Anonymous User wrote:I know the general rule is you don't say no to a judge, but does that apply if you applied for a clerkship beginning in 2013 and they offer you one for 2014? Are you still obligated to accept even if the offer is for a year out and wasn't advertised as such?
Speaking as a former clerk who did not accept every offer received, you aren't "obligated to accept" at all, and certainly not if they offer you a clerkship different than the one for which you applied. Considerations to bear in mind when turning down offers, in addition to the above anon's sound advice to keep things gracious:
- You may come up empty-handed and regret your decision not to take the clerkship that seemed somewhat less than ideal (e.g., not the term you were looking for);
- You may have more difficulty in receiving an offer from other judges on the same court;
- You may be making things more difficult for future clerks from your school, at least according to various CSOs. I am not fully convinced that this is true, unless you're part of a widespread phenomenon in which 3Ls or alums at your school become especially known for rampantly turning down offers. I certainly have never heard a judge mention overtly that they are biased against a particular law school's students because a 3L once turned down an offer.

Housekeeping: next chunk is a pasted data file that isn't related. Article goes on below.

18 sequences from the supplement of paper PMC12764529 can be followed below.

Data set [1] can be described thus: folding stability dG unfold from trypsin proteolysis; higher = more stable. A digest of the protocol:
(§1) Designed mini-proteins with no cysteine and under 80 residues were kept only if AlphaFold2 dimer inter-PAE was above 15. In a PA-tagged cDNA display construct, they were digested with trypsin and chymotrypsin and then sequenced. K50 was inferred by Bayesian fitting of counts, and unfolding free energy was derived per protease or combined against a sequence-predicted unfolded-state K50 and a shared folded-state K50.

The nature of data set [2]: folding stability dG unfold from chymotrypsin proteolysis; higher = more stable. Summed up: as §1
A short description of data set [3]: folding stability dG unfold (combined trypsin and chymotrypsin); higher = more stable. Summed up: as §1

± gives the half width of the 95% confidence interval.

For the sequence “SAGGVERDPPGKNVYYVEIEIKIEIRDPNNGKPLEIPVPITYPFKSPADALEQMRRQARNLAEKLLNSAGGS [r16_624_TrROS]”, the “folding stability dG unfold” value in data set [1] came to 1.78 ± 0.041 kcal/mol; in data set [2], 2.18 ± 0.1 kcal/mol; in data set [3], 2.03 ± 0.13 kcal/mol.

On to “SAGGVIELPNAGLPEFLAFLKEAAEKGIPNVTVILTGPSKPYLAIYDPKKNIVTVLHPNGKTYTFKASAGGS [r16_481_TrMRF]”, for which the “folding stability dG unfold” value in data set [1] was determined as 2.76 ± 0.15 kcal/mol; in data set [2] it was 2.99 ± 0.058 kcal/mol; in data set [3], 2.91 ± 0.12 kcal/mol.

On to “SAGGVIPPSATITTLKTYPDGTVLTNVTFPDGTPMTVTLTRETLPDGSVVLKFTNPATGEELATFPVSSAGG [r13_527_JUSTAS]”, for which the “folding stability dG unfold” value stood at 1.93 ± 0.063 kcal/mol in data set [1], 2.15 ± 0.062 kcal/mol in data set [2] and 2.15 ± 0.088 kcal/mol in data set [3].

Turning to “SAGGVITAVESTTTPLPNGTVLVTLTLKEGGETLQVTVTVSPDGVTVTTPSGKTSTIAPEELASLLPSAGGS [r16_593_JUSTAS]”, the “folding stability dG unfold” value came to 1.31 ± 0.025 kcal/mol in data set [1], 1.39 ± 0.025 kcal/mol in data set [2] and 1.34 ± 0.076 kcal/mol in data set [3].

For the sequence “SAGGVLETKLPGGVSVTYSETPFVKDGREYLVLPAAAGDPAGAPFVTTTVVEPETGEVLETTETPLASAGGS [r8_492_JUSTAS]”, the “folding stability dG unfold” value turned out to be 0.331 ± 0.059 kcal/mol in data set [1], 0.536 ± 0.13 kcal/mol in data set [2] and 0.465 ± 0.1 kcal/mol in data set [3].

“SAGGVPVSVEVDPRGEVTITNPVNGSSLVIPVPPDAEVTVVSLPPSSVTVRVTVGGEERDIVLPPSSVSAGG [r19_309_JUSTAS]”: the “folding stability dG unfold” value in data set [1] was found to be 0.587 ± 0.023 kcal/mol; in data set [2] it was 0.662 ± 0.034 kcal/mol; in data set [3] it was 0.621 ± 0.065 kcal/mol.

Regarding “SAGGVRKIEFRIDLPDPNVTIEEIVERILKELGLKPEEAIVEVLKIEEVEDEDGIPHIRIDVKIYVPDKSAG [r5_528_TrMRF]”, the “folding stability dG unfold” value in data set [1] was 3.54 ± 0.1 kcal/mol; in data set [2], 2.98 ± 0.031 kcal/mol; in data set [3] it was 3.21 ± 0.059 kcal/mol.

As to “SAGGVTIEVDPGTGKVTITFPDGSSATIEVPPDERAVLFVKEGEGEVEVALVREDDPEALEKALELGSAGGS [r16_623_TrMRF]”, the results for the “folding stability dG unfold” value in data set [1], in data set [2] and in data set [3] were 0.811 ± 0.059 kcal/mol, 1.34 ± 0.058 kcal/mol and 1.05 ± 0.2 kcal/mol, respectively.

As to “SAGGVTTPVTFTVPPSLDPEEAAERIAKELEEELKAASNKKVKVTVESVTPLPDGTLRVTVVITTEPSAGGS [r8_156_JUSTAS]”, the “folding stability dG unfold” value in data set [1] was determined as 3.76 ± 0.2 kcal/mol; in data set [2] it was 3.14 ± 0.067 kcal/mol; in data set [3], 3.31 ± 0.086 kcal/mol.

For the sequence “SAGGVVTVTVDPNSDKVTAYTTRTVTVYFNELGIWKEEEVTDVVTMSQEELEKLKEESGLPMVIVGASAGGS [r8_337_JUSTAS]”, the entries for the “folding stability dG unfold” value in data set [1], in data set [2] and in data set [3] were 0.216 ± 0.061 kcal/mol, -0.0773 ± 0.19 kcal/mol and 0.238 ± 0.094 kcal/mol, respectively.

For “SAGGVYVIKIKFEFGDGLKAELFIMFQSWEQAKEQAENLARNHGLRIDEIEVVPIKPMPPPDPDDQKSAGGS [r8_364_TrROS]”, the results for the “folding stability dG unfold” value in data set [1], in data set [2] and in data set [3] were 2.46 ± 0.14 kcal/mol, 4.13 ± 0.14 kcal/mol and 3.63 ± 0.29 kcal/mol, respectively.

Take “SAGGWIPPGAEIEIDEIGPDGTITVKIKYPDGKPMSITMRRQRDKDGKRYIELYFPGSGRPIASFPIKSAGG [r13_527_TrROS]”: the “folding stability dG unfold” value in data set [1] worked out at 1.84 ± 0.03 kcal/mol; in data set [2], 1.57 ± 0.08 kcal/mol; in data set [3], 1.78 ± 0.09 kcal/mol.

I turned down two offers for district court clerkships when I was applying, both in districts where I did not intend to practice. One of them was for a term slightly different than I wanted (six months later, not a full year later.) The other was for the term for which I applied. I'm now a few years into a litigation career. There have been no consequences to my decision - beyond my remaining available to receive and accept a clerkship in the district in which I really wanted to clerk. Needless to say, if I had not gotten the subsequent offer, I'd have felt that consequence #1 above applied. And if I intended to practice in the districts in question, prior to turning down the offers, I would have taken into account the awkwardness of appearing in front of the judges whose offers I had rejected.